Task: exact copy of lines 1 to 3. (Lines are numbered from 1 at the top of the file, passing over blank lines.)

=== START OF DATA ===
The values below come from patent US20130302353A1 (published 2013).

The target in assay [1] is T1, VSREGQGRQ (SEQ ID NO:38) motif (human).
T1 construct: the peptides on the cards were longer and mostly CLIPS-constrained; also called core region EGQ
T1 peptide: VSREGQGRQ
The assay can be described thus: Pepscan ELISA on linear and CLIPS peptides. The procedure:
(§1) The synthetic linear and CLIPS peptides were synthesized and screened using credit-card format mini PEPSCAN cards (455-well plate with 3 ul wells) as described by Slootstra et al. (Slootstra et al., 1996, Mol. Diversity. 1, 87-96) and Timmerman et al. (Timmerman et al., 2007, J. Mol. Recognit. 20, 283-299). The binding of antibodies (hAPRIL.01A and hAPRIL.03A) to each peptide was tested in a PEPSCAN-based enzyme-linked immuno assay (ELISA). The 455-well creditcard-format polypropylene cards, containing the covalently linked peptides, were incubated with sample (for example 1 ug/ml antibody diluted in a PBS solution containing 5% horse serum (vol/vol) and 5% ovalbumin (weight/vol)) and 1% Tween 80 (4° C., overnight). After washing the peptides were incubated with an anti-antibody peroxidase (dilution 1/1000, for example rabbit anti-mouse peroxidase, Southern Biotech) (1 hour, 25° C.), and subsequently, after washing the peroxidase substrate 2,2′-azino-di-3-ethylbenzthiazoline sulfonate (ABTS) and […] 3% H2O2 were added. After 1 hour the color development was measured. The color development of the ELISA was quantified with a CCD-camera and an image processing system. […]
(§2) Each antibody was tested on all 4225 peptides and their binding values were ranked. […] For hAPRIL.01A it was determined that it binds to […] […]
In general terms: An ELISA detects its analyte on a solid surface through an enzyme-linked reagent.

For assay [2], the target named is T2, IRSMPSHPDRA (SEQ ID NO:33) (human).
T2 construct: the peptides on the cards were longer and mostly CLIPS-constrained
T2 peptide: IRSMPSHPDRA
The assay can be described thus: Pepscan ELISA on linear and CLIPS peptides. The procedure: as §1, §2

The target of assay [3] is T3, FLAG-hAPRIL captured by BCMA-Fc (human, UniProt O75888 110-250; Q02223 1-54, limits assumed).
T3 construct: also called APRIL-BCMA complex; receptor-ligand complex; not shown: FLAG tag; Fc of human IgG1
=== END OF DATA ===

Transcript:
The values below come from patent US20130302353A1 (published 2013).

The target in assay [1] is T1, VSREGQGRQ (SEQ ID NO:38) motif (human).
T1 construct: the peptides on the cards were longer and mostly CLIPS-constrained; also called core region EGQ